And if you have a body on your hands, through some embarrassing "accident" that you'd rather not explain in court, a suicide booth is an excellent way of disposing of it.

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  • $\begingroup$ Hmmm, it seems my comment to Werrf's answer should have gone on this answer. $\endgroup$ – Trevortni Nov 23 '16 at 17:21
  • $\begingroup$ You can delete your comment and re-create it here. $\endgroup$ – John Dallman Nov 23 '16 at 17:24
  • $\begingroup$ How about I leave it there _and_recreate it here? It's not exactly inappropriate where it already is either, which is why I put it there. $\endgroup$ – Trevortni Nov 23 '16 at 17:27
  • $\begingroup$ I was going to say how much the Mafia would love this. Who needs cement shoes and acres of body-hiding ground when you have society handing you an easy way to explain an untimely death on a silver platter? $\endgroup$ – Trevortni Nov 23 '16 at 17:27
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Unfortunately at one point in my life it became necessary for me to know about this sort of thing. I'm going to give you two (for now unsourced) statistics:

  1. The most common factor in successful suicides is "access to lethal methods"
  2. What survivors of jumping off bridges almost universally say is that on the way down they realised that everything in life can be fixed, apart from the fact they've just jumped off a bridge.

Access to lethal methods

This is a very strange term, it literally means "having some way to kill yourself" but it's stronger than that as it often refers to also having the expertise with which to use said method. Vets have the drugs, farmers have guns, these are two of the highest risk groups in the UK for exactly this reason. Normal people (in the UK) very rarely actually have a reliable accessible method with which to kill themselves. Success rates including attempts and methods USA 2012(pdf) note the effectiveness of firearms attempts (90% success) followed by hanging (83% success) (BMJ)

What your booth does is give everyone access to a way of killing themselves. By providing it you have effectively killed a large number of people who wouldn't otherwise have had a method of doing so.

Jumping off bridges

This is a key statistic, it goes with people taking overdoses then taking themselves to hospital. Far more people attempt suicide than succeed and one of the key factors in survival of an attempt is whether it's possible to stop halfway through. If the method chosen allows the person to abort, often they will.

You're wanting to give them a quick, easy, reliable, painless method, but that's precisely what society works to take away. Suicide level crises are generally brief.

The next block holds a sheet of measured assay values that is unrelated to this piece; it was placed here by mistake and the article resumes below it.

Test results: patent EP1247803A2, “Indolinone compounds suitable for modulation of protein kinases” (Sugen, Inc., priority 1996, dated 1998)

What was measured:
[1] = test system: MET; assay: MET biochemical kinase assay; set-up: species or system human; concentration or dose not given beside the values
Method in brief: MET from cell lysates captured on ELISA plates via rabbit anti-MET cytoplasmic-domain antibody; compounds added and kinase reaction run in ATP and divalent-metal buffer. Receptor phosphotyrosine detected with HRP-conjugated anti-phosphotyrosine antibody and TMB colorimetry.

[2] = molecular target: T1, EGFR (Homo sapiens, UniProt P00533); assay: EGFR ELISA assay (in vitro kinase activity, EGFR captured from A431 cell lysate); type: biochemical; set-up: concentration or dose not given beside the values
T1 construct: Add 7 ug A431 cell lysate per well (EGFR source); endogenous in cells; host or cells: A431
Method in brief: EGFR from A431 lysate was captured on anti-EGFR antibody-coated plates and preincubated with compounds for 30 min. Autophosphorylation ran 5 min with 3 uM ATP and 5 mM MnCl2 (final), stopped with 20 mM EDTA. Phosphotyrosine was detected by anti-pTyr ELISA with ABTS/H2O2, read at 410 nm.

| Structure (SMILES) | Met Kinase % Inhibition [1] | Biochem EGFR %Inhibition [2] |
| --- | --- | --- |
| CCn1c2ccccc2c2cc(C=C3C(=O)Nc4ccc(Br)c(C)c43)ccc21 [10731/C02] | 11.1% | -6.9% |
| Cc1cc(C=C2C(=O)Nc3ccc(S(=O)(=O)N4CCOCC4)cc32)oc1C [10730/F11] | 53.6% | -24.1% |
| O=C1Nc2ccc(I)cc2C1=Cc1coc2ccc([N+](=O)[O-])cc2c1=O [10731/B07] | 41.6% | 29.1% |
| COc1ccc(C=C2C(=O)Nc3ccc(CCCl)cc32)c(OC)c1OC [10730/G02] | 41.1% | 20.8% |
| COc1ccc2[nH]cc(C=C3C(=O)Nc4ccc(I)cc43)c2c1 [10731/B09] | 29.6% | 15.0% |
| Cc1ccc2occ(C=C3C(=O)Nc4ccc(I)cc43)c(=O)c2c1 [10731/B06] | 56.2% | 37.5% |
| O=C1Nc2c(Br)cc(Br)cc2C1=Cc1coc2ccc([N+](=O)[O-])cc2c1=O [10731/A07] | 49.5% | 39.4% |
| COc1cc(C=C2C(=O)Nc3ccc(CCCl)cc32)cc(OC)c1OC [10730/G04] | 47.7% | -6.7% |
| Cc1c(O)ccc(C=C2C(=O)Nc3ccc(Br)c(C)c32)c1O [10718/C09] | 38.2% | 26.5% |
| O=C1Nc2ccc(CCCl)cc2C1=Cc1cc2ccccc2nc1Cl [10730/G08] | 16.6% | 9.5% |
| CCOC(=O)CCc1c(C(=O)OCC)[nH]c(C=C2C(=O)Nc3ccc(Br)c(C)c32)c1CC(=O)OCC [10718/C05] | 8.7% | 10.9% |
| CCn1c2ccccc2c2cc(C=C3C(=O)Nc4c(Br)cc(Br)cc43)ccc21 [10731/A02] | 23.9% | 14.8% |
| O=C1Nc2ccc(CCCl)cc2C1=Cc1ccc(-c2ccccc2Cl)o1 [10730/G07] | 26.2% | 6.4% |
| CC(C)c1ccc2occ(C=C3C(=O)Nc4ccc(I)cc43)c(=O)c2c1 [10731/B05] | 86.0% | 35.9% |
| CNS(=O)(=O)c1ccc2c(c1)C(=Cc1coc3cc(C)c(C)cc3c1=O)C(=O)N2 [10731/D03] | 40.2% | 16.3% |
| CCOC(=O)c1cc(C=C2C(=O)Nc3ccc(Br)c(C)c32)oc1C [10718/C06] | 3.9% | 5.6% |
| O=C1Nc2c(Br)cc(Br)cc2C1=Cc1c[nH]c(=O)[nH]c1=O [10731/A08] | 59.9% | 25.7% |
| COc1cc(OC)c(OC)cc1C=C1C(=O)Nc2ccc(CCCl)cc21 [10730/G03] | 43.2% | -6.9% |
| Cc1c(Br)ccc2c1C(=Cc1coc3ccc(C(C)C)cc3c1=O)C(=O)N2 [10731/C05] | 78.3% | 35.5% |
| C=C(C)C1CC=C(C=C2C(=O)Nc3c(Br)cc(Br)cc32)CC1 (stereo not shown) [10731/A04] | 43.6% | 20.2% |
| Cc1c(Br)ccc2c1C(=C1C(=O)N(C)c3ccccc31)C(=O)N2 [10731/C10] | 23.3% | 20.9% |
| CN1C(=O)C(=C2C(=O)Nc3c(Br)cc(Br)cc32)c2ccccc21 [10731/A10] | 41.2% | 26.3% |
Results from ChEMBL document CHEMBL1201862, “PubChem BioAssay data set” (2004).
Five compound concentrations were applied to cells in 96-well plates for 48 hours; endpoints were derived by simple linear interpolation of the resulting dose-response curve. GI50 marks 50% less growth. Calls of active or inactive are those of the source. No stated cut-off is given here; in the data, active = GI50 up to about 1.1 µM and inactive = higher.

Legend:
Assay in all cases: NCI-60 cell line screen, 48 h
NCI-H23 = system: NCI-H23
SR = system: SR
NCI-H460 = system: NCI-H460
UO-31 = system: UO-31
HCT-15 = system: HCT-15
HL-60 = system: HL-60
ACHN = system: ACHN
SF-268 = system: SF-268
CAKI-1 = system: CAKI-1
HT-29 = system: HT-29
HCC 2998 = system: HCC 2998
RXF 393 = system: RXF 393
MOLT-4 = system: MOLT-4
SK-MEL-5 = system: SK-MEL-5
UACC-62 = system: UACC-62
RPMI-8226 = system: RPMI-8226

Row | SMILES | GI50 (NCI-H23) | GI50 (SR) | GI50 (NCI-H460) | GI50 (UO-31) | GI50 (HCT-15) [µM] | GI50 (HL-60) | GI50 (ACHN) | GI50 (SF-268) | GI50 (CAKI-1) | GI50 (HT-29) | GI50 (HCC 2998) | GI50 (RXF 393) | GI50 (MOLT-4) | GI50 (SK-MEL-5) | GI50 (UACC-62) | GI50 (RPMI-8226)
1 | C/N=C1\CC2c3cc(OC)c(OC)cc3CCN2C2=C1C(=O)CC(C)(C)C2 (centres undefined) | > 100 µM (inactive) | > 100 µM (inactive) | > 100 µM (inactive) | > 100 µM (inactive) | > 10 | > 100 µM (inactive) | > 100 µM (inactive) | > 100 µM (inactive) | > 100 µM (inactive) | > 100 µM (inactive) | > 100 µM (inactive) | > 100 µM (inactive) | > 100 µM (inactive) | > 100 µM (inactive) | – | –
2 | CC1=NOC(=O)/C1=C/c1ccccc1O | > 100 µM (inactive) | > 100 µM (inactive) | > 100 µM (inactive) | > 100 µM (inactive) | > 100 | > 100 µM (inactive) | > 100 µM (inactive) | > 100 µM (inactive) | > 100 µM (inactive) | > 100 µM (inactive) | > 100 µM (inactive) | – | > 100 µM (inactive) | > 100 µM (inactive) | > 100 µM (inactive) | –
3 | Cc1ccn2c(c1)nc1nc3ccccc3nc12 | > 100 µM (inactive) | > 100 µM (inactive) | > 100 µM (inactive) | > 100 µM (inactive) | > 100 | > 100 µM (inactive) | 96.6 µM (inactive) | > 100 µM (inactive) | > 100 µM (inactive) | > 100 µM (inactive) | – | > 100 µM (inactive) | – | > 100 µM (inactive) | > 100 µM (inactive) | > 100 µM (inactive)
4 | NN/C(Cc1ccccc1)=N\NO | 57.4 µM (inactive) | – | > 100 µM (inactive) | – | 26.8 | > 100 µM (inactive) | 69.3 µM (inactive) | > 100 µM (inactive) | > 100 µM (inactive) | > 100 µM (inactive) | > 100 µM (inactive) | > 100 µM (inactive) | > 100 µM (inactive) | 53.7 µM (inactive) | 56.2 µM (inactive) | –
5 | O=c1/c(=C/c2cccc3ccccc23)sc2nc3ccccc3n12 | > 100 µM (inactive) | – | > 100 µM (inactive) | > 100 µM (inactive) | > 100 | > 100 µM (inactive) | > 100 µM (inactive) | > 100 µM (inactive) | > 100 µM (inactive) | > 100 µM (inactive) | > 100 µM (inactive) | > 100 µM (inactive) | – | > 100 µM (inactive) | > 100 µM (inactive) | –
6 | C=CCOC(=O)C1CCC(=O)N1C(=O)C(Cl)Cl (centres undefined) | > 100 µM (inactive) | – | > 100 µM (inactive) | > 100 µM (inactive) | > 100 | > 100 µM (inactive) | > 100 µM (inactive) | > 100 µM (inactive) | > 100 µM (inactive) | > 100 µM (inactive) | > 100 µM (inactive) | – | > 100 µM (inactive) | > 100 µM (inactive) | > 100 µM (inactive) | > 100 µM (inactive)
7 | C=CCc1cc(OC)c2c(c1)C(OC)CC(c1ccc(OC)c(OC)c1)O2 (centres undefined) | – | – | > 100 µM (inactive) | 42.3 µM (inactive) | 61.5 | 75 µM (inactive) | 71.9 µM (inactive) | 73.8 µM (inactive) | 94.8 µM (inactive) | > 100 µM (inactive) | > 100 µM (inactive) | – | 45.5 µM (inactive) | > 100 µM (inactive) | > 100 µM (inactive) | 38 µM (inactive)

Method

There's another factor to preventing suicide I'm going to mention because I think this question needs it. Most people who are seriously considering suicide have a plan. That plan is fixed, it's an already solved problem that's fixated on, if you take away that method they often won't find another way to do it.

Ask if they have a plan, take away access to that method of suicide and often they won't find another way.

Given the background information above, here's the actual answer to the question

Legal

Suicide is legal (in the UK), but only since the suicide act of 1961. Prior to that you could be imprisoned for the attempt or your family could be prosecuted if you succeeded.

Moral

By providing the booths, and in light of the information above, the provider could be considered culpable for every single death that occurred as a result of their use. That's around 960,000 additional premature deaths a year in the US alone. When someone is seriously considering suicide, just like any other person who is sick or injured, we have a duty to help them. Handing them a loaded gun with the safety off is not the help they need.

If they step into that booth and they're going to be in there for 4-6 hours, possibly even going to far as to have to book an appointment a couple of weeks in advance, talking to a counselor, putting their affairs in order, leaving messages for their family, having a decent meal, and free to walk away at any point, then perhaps this could be done. Then you could be said to have done what you could to help someone in need and that this is a person who has made a definite clear and conscious decision to die. A simple push a button and it's done for 25p, you'd have some questions to answer, mostly about reckless endangerment.

Suicide Prevention, how to help.

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The actual existence of a suicide booth would not change things all that much. We actually already have them in virtually every city in the nation.

Automo-suicide machine

They even come in a "lite" version, which statistics have shown is actually 4 times more effective than its full-sized bretheren.

Suicide-lite

(Don't worry, he's having a good time! No motorcyclists were harmed in the making of this picture)

Now I am no expert in suicide, but what I have read suggests that it's not easy to commit suicide. It's not a mere matter of no longer wanting to live. The human body has too much standing in the way for that. One truly needs to want to not live to overcome that. Access to ways to do it plays a smaller part than the desire to actually make it happen. Otherwise, we'd see a lot more people driving their gas powered coffins into walls at 100mph.